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For many years, Sea-Doo has offered a suspension model, a craft that essentially separates the hull and “rider pod” to provide a more cushioned ride in rough water. For the majority of those years, the craft that featured the technology used a trick electronic version…and was one of the most expensive craft on the market. The Sea-Doo GTX S 155 resides at the lower end of the spectrum. Using the smallest engine in the GTX line – and a less-expensive manual version of that suspension – the craft comes in at a competitive $13,599.
Find riding in rough water a pain in the back? Maybe it’s time to soften the blows.
The primary pieces that make up the suspension puzzle are the hull and the portion of the deck that carries the saddle, footwells and handlebars. These two pieces are connected via a suspension arm at each end, and a centrally located spring and shock absorber. Hit a wave, or just hop up and down in the footwells, and you can feel the upper portion move within the lower, traveling about six inches to absorb and soften the jolt. Going the manual route makes suspension far more cost effective. Owners can also set the stiffness of the spring (to produce a stiffer suspension and avoid the upper bottoming out in large waves, for example) by simply tightening the spring bolt exposed below the saddle.
In use, suspension certainly works. Don’t expect the perfect ride. You’ll still bump over the waves. Those bumps, however, are quite soft and slowed, rather than the rapid, harsh jolt riders normally encounter as the hull smacks across a large wave or wake. For years I’ve argued it’s good for the driver, but best for the passengers, who can’t always anticipate wakes in advance and lack the handlebars to hang onto.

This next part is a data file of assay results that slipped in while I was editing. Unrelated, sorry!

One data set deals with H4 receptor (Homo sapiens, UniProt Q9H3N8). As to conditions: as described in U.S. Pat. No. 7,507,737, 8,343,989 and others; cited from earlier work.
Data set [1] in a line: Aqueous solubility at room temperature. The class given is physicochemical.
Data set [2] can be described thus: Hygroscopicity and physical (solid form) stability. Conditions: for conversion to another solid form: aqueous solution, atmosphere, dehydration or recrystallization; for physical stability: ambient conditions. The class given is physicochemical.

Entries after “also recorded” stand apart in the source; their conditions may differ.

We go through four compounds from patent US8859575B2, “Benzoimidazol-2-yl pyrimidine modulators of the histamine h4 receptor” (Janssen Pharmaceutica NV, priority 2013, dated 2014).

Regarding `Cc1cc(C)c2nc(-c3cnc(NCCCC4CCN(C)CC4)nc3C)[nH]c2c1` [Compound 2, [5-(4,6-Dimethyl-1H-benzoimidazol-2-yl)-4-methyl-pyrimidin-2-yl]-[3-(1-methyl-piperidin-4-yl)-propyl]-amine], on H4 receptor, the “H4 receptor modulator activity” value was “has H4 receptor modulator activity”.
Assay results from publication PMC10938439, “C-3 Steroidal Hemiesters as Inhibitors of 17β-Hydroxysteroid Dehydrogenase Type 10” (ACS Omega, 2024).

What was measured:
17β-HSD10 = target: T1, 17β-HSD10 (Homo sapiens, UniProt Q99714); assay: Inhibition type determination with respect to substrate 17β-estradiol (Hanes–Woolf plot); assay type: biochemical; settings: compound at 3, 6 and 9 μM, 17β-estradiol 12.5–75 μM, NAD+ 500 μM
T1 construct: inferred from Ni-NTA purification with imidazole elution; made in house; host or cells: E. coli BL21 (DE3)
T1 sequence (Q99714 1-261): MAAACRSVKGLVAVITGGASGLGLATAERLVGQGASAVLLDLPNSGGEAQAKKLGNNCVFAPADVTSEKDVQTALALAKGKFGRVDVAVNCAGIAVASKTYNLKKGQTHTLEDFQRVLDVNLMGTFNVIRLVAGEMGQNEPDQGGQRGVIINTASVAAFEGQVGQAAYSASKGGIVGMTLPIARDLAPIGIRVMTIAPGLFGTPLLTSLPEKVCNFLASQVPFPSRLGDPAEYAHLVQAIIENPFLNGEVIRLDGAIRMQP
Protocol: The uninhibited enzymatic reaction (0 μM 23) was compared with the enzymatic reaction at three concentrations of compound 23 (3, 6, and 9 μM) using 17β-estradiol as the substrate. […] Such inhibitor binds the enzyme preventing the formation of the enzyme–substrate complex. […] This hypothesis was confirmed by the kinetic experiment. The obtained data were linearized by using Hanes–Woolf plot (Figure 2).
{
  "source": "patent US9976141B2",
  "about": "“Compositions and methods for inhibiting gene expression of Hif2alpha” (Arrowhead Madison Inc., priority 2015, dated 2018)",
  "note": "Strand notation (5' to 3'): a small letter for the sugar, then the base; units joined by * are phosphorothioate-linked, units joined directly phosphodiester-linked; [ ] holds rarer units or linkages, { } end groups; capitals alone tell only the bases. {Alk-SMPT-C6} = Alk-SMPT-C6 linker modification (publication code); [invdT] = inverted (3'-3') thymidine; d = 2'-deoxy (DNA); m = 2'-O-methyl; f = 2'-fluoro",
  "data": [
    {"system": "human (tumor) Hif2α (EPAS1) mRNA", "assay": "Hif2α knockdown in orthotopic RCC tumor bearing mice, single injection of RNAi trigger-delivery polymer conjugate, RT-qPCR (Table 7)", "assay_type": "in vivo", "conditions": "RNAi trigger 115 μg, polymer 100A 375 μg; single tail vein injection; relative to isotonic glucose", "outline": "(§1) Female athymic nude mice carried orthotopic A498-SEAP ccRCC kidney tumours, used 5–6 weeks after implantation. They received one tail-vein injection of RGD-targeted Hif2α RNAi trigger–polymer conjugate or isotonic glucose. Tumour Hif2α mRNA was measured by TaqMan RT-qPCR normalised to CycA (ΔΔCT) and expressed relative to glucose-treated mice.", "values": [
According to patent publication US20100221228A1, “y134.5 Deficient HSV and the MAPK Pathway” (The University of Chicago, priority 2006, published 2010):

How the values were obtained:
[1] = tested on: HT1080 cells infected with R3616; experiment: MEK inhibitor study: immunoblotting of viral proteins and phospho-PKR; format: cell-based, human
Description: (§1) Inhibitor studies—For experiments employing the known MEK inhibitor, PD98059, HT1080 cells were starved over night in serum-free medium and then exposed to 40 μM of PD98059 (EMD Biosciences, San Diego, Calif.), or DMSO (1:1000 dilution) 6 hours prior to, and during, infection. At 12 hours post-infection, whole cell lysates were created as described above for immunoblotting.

Manual suspension lowers the price of the Sea-Doo GTX S 155, but so too does the 155hp version of the Rotax 4-TEC, a powerplant that foregoes a supercharger yet still delivers respectable performance — and consumes less fuel. Acceleration is more than adequate for watersports tow duties; top speed falls in the neighborhood of 55-56 mph. Enhance that performance through use of the craft’s electronic trim, dropping the bow to improve acceleration and raising it to reduce wetted surface and achieve best top-end speeds. That trim can also adjust for load, or be used to gain towing power when pulling a skier from deep water.
It can also be tailored through Sea-Doo’s Intelligent Throttle Control. Two primary acceleration “modes” are available, Touring for everyday operation and Sport for those rides when you want the most potent acceleration. ECO mode can also be activated to produce the most fuel-efficient performance.
Extras on the Sea-Doo GTX S 155 include Intelligent Brake & Reverse (iBR), Sea-Doo’s electronic control of a modified reverse bucket to provide rapid deceleration at speed, or forward/neutral/reverse-style handling at low speeds. iBR-equipped craft start in neutral at the dock or launch ramp. Switching in and out of these motions is intuitive, and keeps your hands on the handlebars at all times, as well as eyes on the water. Other features include an ErgoLock saddle, a touring style seat with recessed nooks and bolsters forward that cradle the inner thigh to allow the rider to grasp the craft with their legs, and take strain off the upper body in aggressive turns. Additional features include Sea-Doo’s familiar theft-prevention/speed-governing lanyards, tilt steering, and spring-loaded boarding step. The negative remains storage capacity. Due to the realities of the suspension, capacity is limited to 16.6 gallons.
Comparable models? No other brand offers suspension. Sea-Doo’s own GTX Limited S 260 remains a flagship model at $16,999. Yamaha’s FX HO is comparable in positioning and performance, sans suspension, at $13,199.
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